To define the role military force has in our current strategies, Smith argues that we must first ask

„what is our desired end?‟ and work backwards from there. Only by properly understanding the nature of the desired outcome can we decide „whether military force can or and should be used‟.19

15 Smith (2006), p. 277.

16 ISAF Counterinsurgency Guidance, August 2009 (Kabul: Headquarters ISAF), p. 1.

17 Gow (2006), p. 1161.

18 Ibid., p. 1161.

19 Smith (2006), p. 375.


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Essentially, this represents a return to the core principles of strategy-making. Strategy is the instrumental link between military means and political ends. Clausewitz‟s famous citation that

„war is a mere continuation of policy by other means‟ implies a transitional order – the political end comes first and defines the military means.20 But, a successful strategy must reconcile the two in such a way that the means available are able to achieve the desired political goal. This art of balancing ends and means is true for all types of operations, anywhere and at any time.

In the military operations with which we are concerned, the objective is the protection of civilians in armed conflict. Here, strategic success is measured by how safe and protected civilians are made by our actions. Although this is immensely hard to measure, it seems on this point, however, that our current strategies appear to be failing. When applying Smith‟s use of terms, I have previously called this a failure to find „utility of force to protect‟.21

Despite the importance attached to protection by the UN, the Secretary-General concluded in 2009 that „actions on the ground have not yet matched the progress in words and the development of international norms and standards‟.22 Last year, fighters in eastern Congo „raped everyone in sight: women, men, even children‟ during the Walikale attacks that took place within 12 miles of a UN peacekeeping base.23 A year later, only one suspect has been indicted for the attacks against at least 387 people and the judicial inquiry has been suspended because of reprisal attacks against targeted victims. In Afghanistan, ISAF‟s strategy has successfully reduced the number of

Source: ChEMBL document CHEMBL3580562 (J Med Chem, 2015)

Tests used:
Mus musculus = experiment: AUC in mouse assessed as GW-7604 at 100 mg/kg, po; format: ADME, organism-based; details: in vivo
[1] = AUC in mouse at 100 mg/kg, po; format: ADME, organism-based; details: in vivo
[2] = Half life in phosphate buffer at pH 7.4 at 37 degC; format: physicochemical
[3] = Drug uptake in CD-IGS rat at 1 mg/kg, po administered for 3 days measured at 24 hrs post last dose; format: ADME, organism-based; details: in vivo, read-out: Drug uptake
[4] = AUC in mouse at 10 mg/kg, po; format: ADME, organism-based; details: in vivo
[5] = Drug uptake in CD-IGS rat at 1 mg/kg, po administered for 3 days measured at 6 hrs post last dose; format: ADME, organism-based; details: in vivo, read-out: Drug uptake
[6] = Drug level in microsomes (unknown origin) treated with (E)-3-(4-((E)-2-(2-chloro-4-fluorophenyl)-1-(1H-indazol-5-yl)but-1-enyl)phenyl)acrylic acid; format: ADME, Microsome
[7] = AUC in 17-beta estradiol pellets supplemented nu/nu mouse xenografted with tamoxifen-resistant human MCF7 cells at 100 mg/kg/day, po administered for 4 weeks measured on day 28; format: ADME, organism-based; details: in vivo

civilians killed by their own forces, but the total number of civilian casualties has never been higher since the counting started. In its most recent report, the UN Assistance Mission in Afghanistan (UNAMA) documented 1,462 civilian deaths in the first six months of 2011, which represents an increase of 15 percent compared to the same period last year.24

Addressing this „implementation gap‟, between the strategic objective to protect and the failure to do so on the ground, is where the current literature stands. Recurrent findings have shown a near complete neglect of guidance on how to actually protect civilians, leaving military commanders

„totally at a loss‟.25 Therefore, current reform efforts focus on improving the „operationalization‟

of protection through the development of better doctrines, directives, concepts, and activities based on lessons learned and working practices.